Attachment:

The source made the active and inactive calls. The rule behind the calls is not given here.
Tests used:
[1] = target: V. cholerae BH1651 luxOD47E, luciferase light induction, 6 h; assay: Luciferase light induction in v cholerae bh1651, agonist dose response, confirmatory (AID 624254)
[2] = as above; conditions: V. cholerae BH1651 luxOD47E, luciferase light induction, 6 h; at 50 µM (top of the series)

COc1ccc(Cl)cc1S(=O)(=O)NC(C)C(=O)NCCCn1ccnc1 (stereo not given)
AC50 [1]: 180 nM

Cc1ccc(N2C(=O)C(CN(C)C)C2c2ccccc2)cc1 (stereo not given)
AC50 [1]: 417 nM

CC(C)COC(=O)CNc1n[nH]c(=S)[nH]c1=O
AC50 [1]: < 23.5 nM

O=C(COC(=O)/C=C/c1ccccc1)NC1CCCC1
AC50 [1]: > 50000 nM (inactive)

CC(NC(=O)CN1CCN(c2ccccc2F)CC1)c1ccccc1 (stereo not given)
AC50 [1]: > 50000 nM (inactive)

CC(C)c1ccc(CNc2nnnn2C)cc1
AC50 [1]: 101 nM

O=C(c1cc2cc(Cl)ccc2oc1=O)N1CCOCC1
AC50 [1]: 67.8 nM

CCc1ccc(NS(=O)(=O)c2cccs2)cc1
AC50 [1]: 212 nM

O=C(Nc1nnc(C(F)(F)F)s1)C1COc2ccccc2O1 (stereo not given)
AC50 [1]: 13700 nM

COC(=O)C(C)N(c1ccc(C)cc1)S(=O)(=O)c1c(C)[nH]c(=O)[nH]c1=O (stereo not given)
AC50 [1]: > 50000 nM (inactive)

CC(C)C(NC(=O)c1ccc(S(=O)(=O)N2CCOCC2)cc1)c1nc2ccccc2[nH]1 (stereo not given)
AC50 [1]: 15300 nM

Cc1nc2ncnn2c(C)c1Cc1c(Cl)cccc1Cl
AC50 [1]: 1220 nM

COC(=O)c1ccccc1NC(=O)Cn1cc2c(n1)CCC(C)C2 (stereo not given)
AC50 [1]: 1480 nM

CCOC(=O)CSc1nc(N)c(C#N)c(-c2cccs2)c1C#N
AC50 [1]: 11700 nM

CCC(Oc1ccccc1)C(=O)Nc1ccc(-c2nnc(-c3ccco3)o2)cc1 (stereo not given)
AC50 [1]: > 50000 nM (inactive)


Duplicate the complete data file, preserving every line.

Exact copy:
The source made the active and inactive calls. The rule behind the calls is not given here.
Tests used:
[1] = target: V. cholerae BH1651 luxOD47E, luciferase light induction, 6 h; assay: Luciferase light induction in v cholerae bh1651, agonist dose response, confirmatory (AID 624254)
[2] = as above; conditions: V. cholerae BH1651 luxOD47E, luciferase light induction, 6 h; at 50 µM (top of the series)

COc1ccc(Cl)cc1S(=O)(=O)NC(C)C(=O)NCCCn1ccnc1 (stereo not given)
AC50 [1]: 180 nM

Cc1ccc(N2C(=O)C(CN(C)C)C2c2ccccc2)cc1 (stereo not given)
AC50 [1]: 417 nM

CC(C)COC(=O)CNc1n[nH]c(=S)[nH]c1=O
AC50 [1]: < 23.5 nM

O=C(COC(=O)/C=C/c1ccccc1)NC1CCCC1
AC50 [1]: > 50000 nM (inactive)

CC(NC(=O)CN1CCN(c2ccccc2F)CC1)c1ccccc1 (stereo not given)
AC50 [1]: > 50000 nM (inactive)

CC(C)c1ccc(CNc2nnnn2C)cc1
AC50 [1]: 101 nM

O=C(c1cc2cc(Cl)ccc2oc1=O)N1CCOCC1
AC50 [1]: 67.8 nM

CCc1ccc(NS(=O)(=O)c2cccs2)cc1
AC50 [1]: 212 nM

O=C(Nc1nnc(C(F)(F)F)s1)C1COc2ccccc2O1 (stereo not given)
AC50 [1]: 13700 nM

COC(=O)C(C)N(c1ccc(C)cc1)S(=O)(=O)c1c(C)[nH]c(=O)[nH]c1=O (stereo not given)
AC50 [1]: > 50000 nM (inactive)

CC(C)C(NC(=O)c1ccc(S(=O)(=O)N2CCOCC2)cc1)c1nc2ccccc2[nH]1 (stereo not given)
AC50 [1]: 15300 nM

Cc1nc2ncnn2c(C)c1Cc1c(Cl)cccc1Cl
AC50 [1]: 1220 nM

COC(=O)c1ccccc1NC(=O)Cn1cc2c(n1)CCC(C)C2 (stereo not given)
AC50 [1]: 1480 nM

CCOC(=O)CSc1nc(N)c(C#N)c(-c2cccs2)c1C#N
AC50 [1]: 11700 nM

CCC(Oc1ccccc1)C(=O)Nc1ccc(-c2nnc(-c3ccco3)o2)cc1 (stereo not given)
AC50 [1]: > 50000 nM (inactive)